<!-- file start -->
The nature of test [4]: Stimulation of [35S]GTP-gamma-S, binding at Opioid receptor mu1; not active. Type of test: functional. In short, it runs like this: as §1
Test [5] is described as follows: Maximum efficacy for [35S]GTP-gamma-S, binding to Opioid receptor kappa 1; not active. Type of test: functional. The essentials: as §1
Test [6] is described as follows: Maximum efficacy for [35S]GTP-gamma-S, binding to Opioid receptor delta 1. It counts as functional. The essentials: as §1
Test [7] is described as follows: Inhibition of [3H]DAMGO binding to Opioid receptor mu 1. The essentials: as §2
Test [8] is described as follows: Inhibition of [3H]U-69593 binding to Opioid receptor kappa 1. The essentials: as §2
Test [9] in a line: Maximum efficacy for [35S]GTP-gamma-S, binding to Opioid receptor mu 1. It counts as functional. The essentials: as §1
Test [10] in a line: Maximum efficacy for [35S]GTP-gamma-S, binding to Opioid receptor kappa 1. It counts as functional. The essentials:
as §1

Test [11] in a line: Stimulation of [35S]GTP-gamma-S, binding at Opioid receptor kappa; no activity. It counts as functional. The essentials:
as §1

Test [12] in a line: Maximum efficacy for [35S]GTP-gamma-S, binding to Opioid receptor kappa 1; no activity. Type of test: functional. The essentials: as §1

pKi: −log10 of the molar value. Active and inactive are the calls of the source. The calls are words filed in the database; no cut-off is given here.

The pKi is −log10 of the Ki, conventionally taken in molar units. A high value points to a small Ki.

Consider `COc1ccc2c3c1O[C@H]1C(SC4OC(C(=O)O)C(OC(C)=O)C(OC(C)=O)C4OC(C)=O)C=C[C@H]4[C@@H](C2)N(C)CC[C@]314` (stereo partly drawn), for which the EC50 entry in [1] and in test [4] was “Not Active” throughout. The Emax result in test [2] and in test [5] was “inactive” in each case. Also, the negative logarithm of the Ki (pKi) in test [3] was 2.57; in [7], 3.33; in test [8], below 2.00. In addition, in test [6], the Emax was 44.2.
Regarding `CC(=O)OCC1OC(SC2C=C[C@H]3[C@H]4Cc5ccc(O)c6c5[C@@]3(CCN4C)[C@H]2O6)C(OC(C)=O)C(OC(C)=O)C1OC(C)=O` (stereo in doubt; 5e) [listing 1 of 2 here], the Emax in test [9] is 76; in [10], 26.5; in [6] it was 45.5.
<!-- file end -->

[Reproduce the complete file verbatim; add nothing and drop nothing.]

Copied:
The nature of test [4]: Stimulation of [35S]GTP-gamma-S, binding at Opioid receptor mu1; not active. Type of test: functional. In short, it runs like this: as §1
Test [5] is described as follows: Maximum efficacy for [35S]GTP-gamma-S, binding to Opioid receptor kappa 1; not active. Type of test: functional. The essentials: as §1
Test [6] is described as follows: Maximum efficacy for [35S]GTP-gamma-S, binding to Opioid receptor delta 1. It counts as functional. The essentials: as §1
Test [7] is described as follows: Inhibition of [3H]DAMGO binding to Opioid receptor mu 1. The essentials: as §2
Test [8] is described as follows: Inhibition of [3H]U-69593 binding to Opioid receptor kappa 1. The essentials: as §2
Test [9] in a line: Maximum efficacy for [35S]GTP-gamma-S, binding to Opioid receptor mu 1. It counts as functional. The essentials: as §1
Test [10] in a line: Maximum efficacy for [35S]GTP-gamma-S, binding to Opioid receptor kappa 1. It counts as functional. The essentials:
as §1

Test [11] in a line: Stimulation of [35S]GTP-gamma-S, binding at Opioid receptor kappa; no activity. It counts as functional. The essentials:
as §1

Test [12] in a line: Maximum efficacy for [35S]GTP-gamma-S, binding to Opioid receptor kappa 1; no activity. Type of test: functional. The essentials: as §1

pKi: −log10 of the molar value. Active and inactive are the calls of the source. The calls are words filed in the database; no cut-off is given here.

The pKi is −log10 of the Ki, conventionally taken in molar units. A high value points to a small Ki.

Consider `COc1ccc2c3c1O[C@H]1C(SC4OC(C(=O)O)C(OC(C)=O)C(OC(C)=O)C4OC(C)=O)C=C[C@H]4[C@@H](C2)N(C)CC[C@]314` (stereo partly drawn), for which the EC50 entry in [1] and in test [4] was “Not Active” throughout. The Emax result in test [2] and in test [5] was “inactive” in each case. Also, the negative logarithm of the Ki (pKi) in test [3] was 2.57; in [7], 3.33; in test [8], below 2.00. In addition, in test [6], the Emax was 44.2.
Regarding `CC(=O)OCC1OC(SC2C=C[C@H]3[C@H]4Cc5ccc(O)c6c5[C@@]3(CCN4C)[C@H]2O6)C(OC(C)=O)C(OC(C)=O)C1OC(C)=O` (stereo in doubt; 5e) [listing 1 of 2 here], the Emax in test [9] is 76; in [10], 26.5; in [6] it was 45.5.